Clip: A Festival of Loud Sounds for Reasonable Musicians
A Festival of Loud Sounds for Reasonable Musicians
By JESSE FOX MAYSHARK
Published: March 17, 2006
In 1981, the downtown New York art scene, full of gleefully dissonant
music, prompted the rock critic Lester Bangs to write a short article
for The Village Voice with the title, "A Reasonable Guide to Horrible
Since then the din has only increased. Beginning tonight, it can be
heard over the three days of the third annual No Fun Fest at the Hook
in Red Hook, Brooklyn. Founded by the electronic improviser Carlos
Giffoni, the festival will bring together nearly 50 performers who
collectively span more than three decades of experimental music. (The
full schedule is available at nofunfest.com.)
And what might have surprised Bangs, who died in 1982 at 33, is that
Mr. Giffoni expects to pack the club in on all three nights.
"I know people that are into this music from all over the world," said
Mr. Giffoni, 28, who was born in Venezuela and has an M.F.A. in design
and technology from Parsons School of Design. "The first year of the
festival, we had 400 people a night. Last year, we had 500 people a
Whatever name the music goes by — avant-garde, noise or just, as Mr.
Giffoni prefers, extreme — it is more easily defined by what it
eschews than what it encompasses: conventional ideas of melody,
harmony and rhythm mostly fall by the wayside.
"It's more of an approach to sound than it is a genre," he said. "It's
more of an ability to step out of the preconceived tonal structures of
music and create your own rules."
Mr. Giffoni said he was inspired by a 2002 avant-garde festival in
Minneapolis. The name No Fun was suggested by his friend Thurston
Moore of Sonic Youth. "What Carlos really sort of envisioned was a
festival that presented the current scene," Mr. Moore said in a phone
interview. "For people who are into that scene, it's the most exciting
Performers this year include downtown veterans — like Mr. Moore and
the percussionist Ikue Mori — along with the influential Japanese
artist Masahiko Ohno (performing as Solmania) and the young Michigan
band Wolf Eyes, the current stars of the scene (if the scene can be
said to have stars). The group's signing to the Sub Pop label in 2004
was a breakthrough for its brand of howling electronics.
The British critic Mark Sinker, who a few years ago wrote an expansion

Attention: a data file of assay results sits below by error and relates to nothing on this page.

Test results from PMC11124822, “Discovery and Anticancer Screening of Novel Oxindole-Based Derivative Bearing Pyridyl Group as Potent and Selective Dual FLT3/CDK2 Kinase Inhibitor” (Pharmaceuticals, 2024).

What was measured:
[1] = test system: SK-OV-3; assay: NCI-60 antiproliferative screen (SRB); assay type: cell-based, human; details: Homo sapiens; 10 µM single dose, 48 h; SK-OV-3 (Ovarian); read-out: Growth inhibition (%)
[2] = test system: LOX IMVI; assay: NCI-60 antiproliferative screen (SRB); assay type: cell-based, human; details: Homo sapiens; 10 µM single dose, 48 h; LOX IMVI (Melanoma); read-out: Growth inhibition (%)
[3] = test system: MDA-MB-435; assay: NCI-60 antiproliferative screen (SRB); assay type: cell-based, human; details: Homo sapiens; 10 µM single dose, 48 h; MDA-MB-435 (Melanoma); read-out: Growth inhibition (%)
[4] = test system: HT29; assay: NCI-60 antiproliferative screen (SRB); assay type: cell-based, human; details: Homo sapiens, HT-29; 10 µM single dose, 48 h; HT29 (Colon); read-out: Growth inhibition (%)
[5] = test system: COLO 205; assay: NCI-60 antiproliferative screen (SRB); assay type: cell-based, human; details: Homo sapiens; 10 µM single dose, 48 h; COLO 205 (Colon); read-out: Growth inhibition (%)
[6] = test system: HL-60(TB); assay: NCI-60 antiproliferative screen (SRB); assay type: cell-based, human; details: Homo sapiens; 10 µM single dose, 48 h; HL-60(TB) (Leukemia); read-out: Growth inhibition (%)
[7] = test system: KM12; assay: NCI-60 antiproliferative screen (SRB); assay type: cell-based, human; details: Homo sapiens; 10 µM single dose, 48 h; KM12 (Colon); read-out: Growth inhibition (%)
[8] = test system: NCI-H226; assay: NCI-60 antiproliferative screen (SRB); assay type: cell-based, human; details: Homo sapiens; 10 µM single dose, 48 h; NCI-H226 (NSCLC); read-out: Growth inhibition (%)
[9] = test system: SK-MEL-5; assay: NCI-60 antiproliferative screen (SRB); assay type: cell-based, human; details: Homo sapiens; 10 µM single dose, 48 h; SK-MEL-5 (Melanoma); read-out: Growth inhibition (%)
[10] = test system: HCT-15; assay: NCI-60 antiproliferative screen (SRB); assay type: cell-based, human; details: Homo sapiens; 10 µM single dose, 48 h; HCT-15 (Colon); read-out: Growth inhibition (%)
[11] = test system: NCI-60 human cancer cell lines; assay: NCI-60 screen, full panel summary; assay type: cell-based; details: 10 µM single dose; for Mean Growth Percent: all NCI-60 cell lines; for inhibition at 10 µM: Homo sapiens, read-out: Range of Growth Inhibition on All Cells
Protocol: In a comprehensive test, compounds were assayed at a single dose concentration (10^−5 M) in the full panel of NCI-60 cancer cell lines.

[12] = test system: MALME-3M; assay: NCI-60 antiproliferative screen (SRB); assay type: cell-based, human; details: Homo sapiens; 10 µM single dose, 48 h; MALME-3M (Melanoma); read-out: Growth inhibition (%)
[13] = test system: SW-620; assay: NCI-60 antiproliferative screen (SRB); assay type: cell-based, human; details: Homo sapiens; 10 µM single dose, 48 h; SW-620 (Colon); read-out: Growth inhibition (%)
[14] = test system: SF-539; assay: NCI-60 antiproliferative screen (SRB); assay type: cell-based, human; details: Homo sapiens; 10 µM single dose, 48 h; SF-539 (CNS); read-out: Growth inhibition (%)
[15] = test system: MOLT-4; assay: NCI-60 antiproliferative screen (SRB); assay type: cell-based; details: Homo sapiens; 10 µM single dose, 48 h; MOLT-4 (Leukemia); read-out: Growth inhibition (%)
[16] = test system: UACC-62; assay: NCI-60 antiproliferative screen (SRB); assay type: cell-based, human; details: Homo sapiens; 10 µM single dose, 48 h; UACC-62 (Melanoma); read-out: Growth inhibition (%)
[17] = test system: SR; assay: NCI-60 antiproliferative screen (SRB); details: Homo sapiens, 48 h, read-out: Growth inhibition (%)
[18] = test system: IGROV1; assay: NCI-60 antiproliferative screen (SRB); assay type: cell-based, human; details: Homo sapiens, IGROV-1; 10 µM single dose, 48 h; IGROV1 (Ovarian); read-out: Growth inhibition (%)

on Bangs's piece called "The Rise and Sprawl of Horrible Noise,"
traces current noise music to a cluster of genres that came together
in the 1970's and 80's: punk, hard rock (exemplified by the shrieks of
Pere Ubu as much as by the sludge of Black Sabbath), funk, free jazz,
early electronic experimentalism, the clanking industrial music that
grew out of Conceptual art and the challenging modernism of composers
like Karlheinz Stockhausen and Iannis Xenakis.
"In the decade that followed (i.e. the 80's)," Mr. Sinker added in an
e-mail exchange, "hip-hop, metal and techno all fostered a
self-conscious 'noise wing.' "
Mr. Giffoni attributed the growing fan base to several things,
including the Internet, which has made it easier for people to find
and hear obscure artists, and the maturation of the music. Its
influence has entered the pop mainstream in forms as varied as the
chart-topping grind of Nine Inch Nails and the sonic collages that
undergirded Public Enemy's dense hip-hop.
The music's confrontational tendencies have led some critics to
stereotype it as the province of angsty young males. But the No Fun
Fest lineup suggests otherwise. Tonight in particular will feature
several female performers, including Can't (a project of the Boston
musician Jessica Rylan) and Ms. Mori playing with the harpist Zeena
Tonight's headliner is Smegma, a Portland, Ore., band that formed in
the mid-1970's. Jackie Stewart, 49, who has been in Smegma since 1983,
said she had found experimental music welcoming. "There's a lot of
people involved, all kinds, plenty of girls," she said in a phone
interview. "I've got girlfriends in the Bay Area and L.A. who play."
Mr. Giffoni said the festival had drawn sizable female crowds in its
first two years.
That it draws crowds at all is what gratifies Jim Sauter, one of the
founders of the blaring experimental jazz trio Borbetomagus, which
formed the late 70's. The band played the festival last year and is
returning to headline Sunday night.
"We were lucky in the 80's if there were three or four people at a
show," Mr. Sauter said in a phone interview. "It's almost like, Thank
God I lived long enough to see this."
Bangs didn't. But he understood the attraction of the music. "The
point of all this, of course," he wrote in his essay, "is that hideous
racket is liberating."